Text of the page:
Taxing Sodas for a Healthier Economy? Print
Tuesday, 20 July 2010 05:47

By Barbara Kiviat Saturday, Jul. 17, 2010

The average American drinks a gallon of soda a week, which delivers roughly 1,000 calories and no nutrition. The average American is also overweight or obese. Could changing one of those things help change the other?

A growing number of elected officials think so, which accounts for a spate of proposed new taxes on soda as a way to discourage consumption while at the same time raising money to fund other obesity-fighting initiatives. Some 20 states and cities, from New Mexico to Baltimore, contemplated soda taxes this spring.
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The reaction against them has been swift and fierce. In March, scores of soda-company employees sporting Pepsi, Coke and 7-Up gear swarmed the Kansas state senate to fight a proposal that would have added a penny in tax for each teaspoon of sugar in a nonjuice drink. That would have increased the price of a 12-oz. soda by about 10¢ and generated some $90 million in revenue a year. "I thought we might kill two birds with one stone," says state senator John Vratil, who, like counterparts across the country, has been struggling to address both a recession-induced budget gap and rising public-health costs stemming from obesity. Instead, he got an earful about how a soda tax would kill jobs, burden the poor and constitute an unwelcome government intrusion into the American diet.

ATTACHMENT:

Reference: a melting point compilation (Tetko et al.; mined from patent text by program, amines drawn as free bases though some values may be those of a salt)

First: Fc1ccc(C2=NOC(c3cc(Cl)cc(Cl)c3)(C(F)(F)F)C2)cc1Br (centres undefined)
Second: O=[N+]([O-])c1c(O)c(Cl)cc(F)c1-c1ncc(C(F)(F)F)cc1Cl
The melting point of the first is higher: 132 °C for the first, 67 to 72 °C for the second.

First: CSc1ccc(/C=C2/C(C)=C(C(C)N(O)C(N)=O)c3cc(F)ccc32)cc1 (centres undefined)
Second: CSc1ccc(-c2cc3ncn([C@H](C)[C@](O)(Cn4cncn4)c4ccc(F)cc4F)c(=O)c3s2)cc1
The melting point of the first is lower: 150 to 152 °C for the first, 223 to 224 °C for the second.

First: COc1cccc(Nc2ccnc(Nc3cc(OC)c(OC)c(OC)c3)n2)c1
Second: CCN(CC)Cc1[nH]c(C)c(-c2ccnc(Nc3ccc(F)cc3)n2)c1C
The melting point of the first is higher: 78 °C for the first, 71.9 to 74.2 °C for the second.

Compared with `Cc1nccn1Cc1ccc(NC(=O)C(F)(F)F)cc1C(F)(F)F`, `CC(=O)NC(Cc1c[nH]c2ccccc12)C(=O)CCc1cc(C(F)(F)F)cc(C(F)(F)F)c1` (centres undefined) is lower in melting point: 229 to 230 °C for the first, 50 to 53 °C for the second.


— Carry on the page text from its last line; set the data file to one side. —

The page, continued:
Government involvement in what Americans eat is nothing new — consider the corn-industry subsidies that keep sweetener cheap in the first place. But why tax soda and not, say, ice cream, pizza or Oreos — or, for that matter, the video games that discourage kids from going outside to run around?

Washington city-council member Mary Cheh says it's because soda is where scientists have observed the clearest link to excess pounds. When Cheh set out to fund her Healthy Schools Act, which would raise food and physical-education standards at schools in D.C. — where about 40% of kids are overweight or obese — she didn't know she'd wind up going after soda. But the data overwhelmed her: The amount of soda the typical American drinks has grown by roughly 500% over the past 60 years, and of the 250 to 300 calories a day Americans have, on average, added to their diets since the late 1970s, nearly half have come from sugared drinks. "I don't want to prescribe taxes for all sorts of dietary choices," says Cheh, "but if we were going to only target one thing to make a material difference, soda would be it."
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And while taxing drinks isn't perfectly clear-cut — Should sweetened tea be included? What about diet soda, which doesn't have the calories but may affect appetite control? — a soda tax is still a lot easier to implement than a snack-food sales tax, which a number of states and cities have tried over the years. In 2001, D.C. repealed its sales tax on soda, junk food and candy, partly because it was too difficult for merchants to determine which items to tax at the register. In Cheh's proposal, soda wholesalers would be charged a penny per ounce of sugared drink. That cost, amounting to 68¢ for a two-liter bottle, would be included in the price tag on the shelf.

The tougher question is whether increasing the price of soda would, in fact, reduce the number of calories people consume. Some research indicates the answer is yes. Last year, in the New England Journal of Medicine, the directors of the Centers for Disease Control and Prevention and Yale University's Rudd Center for Food Policy and Obesity wrote that a penny-per-ounce tax on soda could be expected to reduce consumption 13%, eliminating about 8,000 calories annually from the typical American's diet. That translates to 2.3 fewer pounds a year.